Visit to Ljubljana, Slovenia

A 3-day trip to the capital city of Slovenia in the former Yugoslavia with my wife at Easter. Featuring some of the major architectural sites of Ljubljana and a trip to Lake Bled in the Julian Alps.

We arrived in Ljubljana to a downpour that lasted into the evening, Easter Monday. We wandered the rainy streets taking in Jože Plečnik’s Central Market and the Dragon Bridge, then ate Ossobuco with crispy greens and risotto for a late lunch. The youngsters in the restaurant spoke with the intonation of Italian but containing Slovenian words. I’ve been fascinated with this cultural soup ever since my wife started to explain her father’s complex personal history – born in interwar Italy in a region that became Yugoslavia after the Second World War rendering his family stateless. His parents though, had been born in the same town when it was part of the Austro-Hungarian empire, his father an ethnic Italian, mother Slovene-Hungarian. That town is now in Slovenia. We recently discovered Heidi’s great uncle Zorco’s Wikipedia page where his Profession is listed as ‘Warlord’. After the war he served as the Italian military attaché in Czechoslovakia and died on a level crossing in the Czech Republic some years later. We once visited the castle in Merano, Italy near Bolzano where he served in the Italian military – a place where the primary language is German.
The old buildings in Ljubljana reeked of the postcard idea of Mittle Europe I’d been carrying in my head. A city long held by the Habsburg Dynasty it’s threaded through with European history, and now ranks amongst the continent’s most successful cities (depending on which metrics you apply).

Lake Bled Cafe, Slovenia

On our second day we took the bus to Lake Bled in the Julian Alps. We arrived to an intense hail storm and took refuge in a cafe where I became fixated by a painting of a rural scene showing an old house with a round-towered church on a hill. It’s exactly the kind of feature that W.G Sebald would have injected meaning into – I guess here I’m thinking of his brilliant book Vertigo which I associate with the border regions of this area.
(I later discovered that the painting appears to be by German artist Christian Friedrich Mali, Ländliche Idylle , 1860)

The rain cleared and we walked the path that lapped around the shimmering alpine body of water. Sunbeams broke through the storm clouds to illuminate the church on an island in the lake. We ate a traditional apple cake with cream.

Lake Bled, Slovenia

Back in Ljubljana early evening we went hunting a socialist modernist (soc mod) masterpiece spotted from the bus. I got a rush of adrenalin when we found Milan Mihelič’s Petrol station on the edge of the city centre. The concrete bloom caught the sunset. Aside from the time spent with Heidi it was the highlight of the trip.

Petrol Station Ljubljana

On our final day we took a boat trip on the Ljubljanica River, and wandered the streets spotting more Soc Mod masterpieces and other fine buildings. It was the first of what I feel will be more journeys exploring this part of Mittle Europe.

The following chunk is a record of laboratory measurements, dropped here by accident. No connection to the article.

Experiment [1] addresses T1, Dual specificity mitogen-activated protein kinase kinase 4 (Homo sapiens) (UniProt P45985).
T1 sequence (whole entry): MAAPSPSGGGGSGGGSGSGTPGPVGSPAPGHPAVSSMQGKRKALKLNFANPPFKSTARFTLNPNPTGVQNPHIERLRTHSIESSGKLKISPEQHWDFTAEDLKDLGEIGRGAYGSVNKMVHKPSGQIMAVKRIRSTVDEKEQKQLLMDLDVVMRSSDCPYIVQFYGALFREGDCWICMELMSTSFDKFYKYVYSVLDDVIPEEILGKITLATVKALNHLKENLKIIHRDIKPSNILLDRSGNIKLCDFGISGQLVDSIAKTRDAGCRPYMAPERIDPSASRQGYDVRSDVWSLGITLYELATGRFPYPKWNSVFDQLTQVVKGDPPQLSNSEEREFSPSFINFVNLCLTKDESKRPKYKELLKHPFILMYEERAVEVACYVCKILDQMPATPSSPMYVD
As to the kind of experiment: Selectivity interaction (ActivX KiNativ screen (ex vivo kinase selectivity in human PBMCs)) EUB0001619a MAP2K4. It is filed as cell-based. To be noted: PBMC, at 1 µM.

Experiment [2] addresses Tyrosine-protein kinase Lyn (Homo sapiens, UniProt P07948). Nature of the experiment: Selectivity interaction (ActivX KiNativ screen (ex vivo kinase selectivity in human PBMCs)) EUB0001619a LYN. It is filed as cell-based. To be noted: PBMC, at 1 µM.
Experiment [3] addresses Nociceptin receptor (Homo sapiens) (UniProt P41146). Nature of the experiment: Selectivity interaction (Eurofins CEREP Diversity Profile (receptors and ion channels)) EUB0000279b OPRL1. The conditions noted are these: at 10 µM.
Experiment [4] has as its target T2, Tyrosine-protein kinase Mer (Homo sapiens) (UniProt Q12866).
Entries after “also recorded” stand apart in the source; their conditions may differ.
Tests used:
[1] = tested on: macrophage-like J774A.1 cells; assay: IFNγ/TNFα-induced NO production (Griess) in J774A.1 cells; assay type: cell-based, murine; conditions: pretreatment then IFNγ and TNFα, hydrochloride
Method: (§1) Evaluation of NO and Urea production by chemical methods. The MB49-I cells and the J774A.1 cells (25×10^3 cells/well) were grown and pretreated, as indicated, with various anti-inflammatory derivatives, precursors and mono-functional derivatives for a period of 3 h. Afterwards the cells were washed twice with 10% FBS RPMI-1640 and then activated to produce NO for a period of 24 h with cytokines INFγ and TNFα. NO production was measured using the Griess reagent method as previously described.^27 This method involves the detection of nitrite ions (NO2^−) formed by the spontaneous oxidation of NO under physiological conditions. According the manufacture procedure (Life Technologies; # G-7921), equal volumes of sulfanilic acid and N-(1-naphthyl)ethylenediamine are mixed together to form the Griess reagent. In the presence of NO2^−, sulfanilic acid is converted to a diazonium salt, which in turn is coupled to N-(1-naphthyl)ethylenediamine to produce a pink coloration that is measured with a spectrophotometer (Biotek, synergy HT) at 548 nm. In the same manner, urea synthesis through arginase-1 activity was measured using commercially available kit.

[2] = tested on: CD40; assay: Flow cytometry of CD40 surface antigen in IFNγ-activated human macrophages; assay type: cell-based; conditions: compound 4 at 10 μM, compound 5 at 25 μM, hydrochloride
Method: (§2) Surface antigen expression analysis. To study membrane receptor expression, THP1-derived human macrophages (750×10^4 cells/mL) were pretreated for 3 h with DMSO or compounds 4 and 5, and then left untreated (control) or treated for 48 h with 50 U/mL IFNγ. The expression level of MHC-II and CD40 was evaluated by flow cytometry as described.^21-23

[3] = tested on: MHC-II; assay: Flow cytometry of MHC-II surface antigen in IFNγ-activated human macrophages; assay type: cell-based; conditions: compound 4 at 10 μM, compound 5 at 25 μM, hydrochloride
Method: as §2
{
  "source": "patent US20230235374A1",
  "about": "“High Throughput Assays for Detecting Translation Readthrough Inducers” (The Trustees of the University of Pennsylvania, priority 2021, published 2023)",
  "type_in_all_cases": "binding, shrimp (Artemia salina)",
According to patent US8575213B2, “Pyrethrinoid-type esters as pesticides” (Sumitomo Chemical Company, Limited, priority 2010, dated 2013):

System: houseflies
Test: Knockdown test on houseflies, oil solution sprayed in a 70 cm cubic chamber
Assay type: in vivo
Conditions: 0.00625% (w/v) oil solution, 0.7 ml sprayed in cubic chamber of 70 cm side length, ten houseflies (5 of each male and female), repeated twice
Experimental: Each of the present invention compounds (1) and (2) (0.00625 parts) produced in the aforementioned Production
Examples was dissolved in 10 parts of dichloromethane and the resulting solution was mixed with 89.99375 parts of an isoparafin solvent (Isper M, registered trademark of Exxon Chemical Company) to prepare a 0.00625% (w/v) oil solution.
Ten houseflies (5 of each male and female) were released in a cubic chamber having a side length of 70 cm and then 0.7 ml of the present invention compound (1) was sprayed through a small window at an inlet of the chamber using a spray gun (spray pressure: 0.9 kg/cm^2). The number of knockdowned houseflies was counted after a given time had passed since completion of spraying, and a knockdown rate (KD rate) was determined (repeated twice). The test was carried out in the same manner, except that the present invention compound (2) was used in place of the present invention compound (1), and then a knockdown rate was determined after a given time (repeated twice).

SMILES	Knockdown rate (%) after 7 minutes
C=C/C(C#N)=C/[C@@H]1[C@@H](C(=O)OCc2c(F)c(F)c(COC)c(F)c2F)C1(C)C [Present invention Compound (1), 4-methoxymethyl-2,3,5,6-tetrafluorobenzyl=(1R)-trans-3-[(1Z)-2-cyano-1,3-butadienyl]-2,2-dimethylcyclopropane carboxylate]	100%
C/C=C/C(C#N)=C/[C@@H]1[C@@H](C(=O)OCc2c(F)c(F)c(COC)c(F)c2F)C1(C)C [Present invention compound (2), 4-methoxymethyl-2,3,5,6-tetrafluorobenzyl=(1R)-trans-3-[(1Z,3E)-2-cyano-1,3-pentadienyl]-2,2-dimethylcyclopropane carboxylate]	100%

Read: Socialist Modernism in Ljubljana

Pub Chat – talking walking at Filly Brook, Leytonstone

Episode 3 of Pub Chat finds me having a pint at the brilliant Filly Brook, Leytonstone. This is obviously my favourite ‘pub’ name in the world (Filly Brook isn’t strictly a pub, more of a tap room) being named after Leytonstone’s lost river that gurgles beneath the street just yards away. In fact, Weston’s map of the Philley Brook / Filly Brook from this very blog is framed on the wall inside. The beer’s great as well. On this occasion I was supping a collaboration between Filly Brook and Pretty Decent Beer Co., Connections Pale Ale, in celebration of the month-long cultural festival hosted by Filly Brook with £1 from every pint being donated to charity.

Filly Brook Leytonstone

Video: In conversation with Iain Sinclair at Hatchards Piccadilly

Here’s the full unedited video of my wonderful conversation with Iain Sinclair at Hatchards Piccadilly on 25th January. The event was to discuss my new book, Welcome to New London – journeys and encounters in the post-Olympic city but we wandered as we’re wont to do and even had a chat about Iain’s latest book Pariah Genius.

Buy Welcome to New London: journeys and encounters in the post-Olympic city from Hatchards here

Iain Sinclair’s new book Pariah Genius is published on 25th April 2024

London Loop Section 2 – Petts Wood to Old Bexley

Continuing my walk on the London Loop

How can it have been two years since I ended Section 3 of the London Loop at Petts Wood? It felt both fantastic and odd to find myself back at Petts Wood station picking up the 150-mile long trail and knocking off the final couple of sections of the London Loop.
I’ve loved all of my London Loop walks, which quite incredibly started with Section 17 in January 2018, and Section 2 did not disappoint, passing largely through woodland for a big chunk of the 8-mile route. I visited Scadbury Moated Manor, Sidcup, crossed the Kyd Brook and most memorably, strolled beside the River Cray as afternoon passed into early evening.

London Loop sign